Research for new Polymers for soil moisture management
German chemical giant BASF has announced a new cooperation over five years with the Australian CRC Cooperative Research Centre for Polymers to develop polymers to control soil moisture management, water availability and nutrient delivery. This step enhances the research and commercial scope of BASF’s new business pillar Functional Crop Care
An interdisciplinary team of material researchers, biologists and agricultural scientists from BASF will work together with leading research institutions in Australia. The Project partners will focus on a range of polymers optimising growing conditions of plants in the soil. Potential products include sprays for water-repellent soils and polymers controlling the distribution of moisture in the soil. The laboratory and field trials will focus on agricultural crops.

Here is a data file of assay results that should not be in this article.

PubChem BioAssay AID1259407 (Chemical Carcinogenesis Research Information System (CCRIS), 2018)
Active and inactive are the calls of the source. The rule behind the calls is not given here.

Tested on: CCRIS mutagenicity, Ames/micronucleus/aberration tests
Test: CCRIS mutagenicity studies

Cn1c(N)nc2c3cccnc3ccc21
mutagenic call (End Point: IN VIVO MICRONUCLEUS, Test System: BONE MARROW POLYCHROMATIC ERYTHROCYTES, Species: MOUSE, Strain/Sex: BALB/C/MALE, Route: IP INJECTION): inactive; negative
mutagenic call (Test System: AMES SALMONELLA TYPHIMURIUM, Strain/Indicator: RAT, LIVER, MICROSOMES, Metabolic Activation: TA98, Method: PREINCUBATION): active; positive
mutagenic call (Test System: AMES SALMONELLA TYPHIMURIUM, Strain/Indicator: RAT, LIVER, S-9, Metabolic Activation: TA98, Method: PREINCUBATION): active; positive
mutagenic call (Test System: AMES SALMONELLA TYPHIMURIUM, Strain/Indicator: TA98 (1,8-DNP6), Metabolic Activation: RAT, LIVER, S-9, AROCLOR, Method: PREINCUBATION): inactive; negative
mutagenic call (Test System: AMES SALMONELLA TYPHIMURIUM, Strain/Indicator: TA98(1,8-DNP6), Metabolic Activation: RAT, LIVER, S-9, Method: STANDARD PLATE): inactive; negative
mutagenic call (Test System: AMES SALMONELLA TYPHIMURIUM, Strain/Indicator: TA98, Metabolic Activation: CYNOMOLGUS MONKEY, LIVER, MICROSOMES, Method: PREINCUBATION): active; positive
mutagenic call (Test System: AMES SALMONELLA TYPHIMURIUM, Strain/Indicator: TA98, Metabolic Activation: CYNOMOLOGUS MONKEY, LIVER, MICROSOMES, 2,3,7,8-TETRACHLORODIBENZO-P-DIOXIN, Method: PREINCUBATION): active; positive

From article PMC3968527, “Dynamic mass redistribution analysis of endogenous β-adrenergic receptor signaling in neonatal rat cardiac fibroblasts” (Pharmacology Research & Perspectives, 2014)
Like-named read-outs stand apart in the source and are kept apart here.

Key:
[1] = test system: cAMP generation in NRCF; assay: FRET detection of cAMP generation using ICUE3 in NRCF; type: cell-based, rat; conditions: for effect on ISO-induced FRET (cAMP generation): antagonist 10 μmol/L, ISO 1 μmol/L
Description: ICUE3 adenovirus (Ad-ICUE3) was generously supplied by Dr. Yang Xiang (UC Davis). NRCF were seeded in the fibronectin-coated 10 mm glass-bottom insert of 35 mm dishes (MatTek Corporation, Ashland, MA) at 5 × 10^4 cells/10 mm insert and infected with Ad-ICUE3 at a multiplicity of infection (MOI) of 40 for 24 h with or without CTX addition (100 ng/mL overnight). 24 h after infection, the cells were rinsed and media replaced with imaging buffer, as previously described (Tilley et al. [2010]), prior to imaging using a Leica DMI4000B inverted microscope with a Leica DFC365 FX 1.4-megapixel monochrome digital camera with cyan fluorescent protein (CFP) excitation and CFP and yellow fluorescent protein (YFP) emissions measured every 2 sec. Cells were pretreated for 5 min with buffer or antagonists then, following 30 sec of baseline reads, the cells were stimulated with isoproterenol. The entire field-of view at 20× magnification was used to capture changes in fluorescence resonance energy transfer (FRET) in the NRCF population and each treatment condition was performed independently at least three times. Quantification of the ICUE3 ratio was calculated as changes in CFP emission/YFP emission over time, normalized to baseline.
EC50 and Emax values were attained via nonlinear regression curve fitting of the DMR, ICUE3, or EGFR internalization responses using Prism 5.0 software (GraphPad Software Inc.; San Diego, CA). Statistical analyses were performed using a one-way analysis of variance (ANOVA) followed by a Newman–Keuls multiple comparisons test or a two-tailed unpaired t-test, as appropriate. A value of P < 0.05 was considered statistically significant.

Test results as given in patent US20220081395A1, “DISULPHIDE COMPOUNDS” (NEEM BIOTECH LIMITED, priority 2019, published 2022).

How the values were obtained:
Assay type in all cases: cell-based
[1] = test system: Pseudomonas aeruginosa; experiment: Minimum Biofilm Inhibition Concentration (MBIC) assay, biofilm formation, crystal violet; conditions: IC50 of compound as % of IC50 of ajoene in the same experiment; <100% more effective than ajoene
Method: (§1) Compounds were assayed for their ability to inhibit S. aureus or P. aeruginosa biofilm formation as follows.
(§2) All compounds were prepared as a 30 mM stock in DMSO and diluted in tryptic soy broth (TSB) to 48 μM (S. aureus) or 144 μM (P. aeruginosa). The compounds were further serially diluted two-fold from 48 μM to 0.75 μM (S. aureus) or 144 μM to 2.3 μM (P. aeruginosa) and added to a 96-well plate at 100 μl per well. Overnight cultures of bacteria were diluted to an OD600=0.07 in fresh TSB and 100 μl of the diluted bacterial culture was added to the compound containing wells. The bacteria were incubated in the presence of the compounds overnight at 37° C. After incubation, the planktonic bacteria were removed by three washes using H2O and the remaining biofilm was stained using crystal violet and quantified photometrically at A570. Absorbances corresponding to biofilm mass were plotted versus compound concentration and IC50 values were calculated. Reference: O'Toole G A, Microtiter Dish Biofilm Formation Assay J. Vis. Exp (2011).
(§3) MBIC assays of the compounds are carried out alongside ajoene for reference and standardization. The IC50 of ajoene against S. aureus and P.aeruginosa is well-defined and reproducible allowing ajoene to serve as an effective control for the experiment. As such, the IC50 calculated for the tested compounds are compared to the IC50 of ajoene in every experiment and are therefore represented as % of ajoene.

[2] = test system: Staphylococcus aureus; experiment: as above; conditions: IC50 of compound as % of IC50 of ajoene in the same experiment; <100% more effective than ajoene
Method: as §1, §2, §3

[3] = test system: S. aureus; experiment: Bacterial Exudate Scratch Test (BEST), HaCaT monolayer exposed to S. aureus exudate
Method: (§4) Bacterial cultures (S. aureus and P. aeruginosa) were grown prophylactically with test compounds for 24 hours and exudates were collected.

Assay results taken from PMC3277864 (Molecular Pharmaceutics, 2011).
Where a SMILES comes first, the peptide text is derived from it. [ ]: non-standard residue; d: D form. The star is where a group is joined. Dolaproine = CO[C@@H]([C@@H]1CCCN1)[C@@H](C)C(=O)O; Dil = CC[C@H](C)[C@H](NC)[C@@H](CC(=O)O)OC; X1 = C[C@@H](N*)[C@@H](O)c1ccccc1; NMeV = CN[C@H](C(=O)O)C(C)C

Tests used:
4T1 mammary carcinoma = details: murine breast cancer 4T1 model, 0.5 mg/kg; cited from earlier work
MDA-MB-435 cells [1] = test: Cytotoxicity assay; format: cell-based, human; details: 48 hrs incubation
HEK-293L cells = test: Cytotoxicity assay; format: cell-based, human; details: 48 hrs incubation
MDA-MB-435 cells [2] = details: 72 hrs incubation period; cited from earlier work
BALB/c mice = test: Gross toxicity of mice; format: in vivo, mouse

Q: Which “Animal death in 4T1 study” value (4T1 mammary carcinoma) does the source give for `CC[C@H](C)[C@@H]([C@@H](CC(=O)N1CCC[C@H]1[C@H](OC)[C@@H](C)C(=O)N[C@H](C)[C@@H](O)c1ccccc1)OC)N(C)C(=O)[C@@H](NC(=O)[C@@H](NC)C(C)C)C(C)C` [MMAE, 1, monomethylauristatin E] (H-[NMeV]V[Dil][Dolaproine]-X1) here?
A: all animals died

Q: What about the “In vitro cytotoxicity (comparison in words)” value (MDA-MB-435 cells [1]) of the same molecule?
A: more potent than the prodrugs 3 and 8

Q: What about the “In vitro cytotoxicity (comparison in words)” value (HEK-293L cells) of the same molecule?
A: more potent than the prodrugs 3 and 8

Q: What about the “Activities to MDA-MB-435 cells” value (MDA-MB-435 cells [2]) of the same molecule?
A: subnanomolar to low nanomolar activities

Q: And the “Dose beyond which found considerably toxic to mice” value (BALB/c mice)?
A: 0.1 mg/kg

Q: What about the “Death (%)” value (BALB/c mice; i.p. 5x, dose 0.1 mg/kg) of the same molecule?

The crop growing conditions in Australia, characterised by very dry phases, coupled with bouts of intense rainfall, provide an excellent background for this research program. 30 % of Australia’s cropping land comprises of water-repellent soils and it produces only 10 % of nation0ps broad-acre crops.
According to Dr. Markus Schmid, Head of R&D for BASF Functional Crop Care stated: “Soils science is a widely underestimated key success factor, and partnerships like these lead to innovative, cost effective and sustainable solutions for farmers. This cooperation will further develop advanced polymer research in agriculture, an area that is crucial for meeting the needs of the future”.
CRC is a joint venture between companies, universities and government research organisations, and is supported by the Australian Government’s Cooperative Research Centres programme. BASF’s research project forms part of the centre’s recently acquired AUD 14.5 million funding over five years and starts immediately. Further partners for this project include Swinburne University for Technology, University of Western Australia, Commonwealth Scientific and Industrial Research Organisation, University of New England and Grains Research & Development Corporation (GRDC).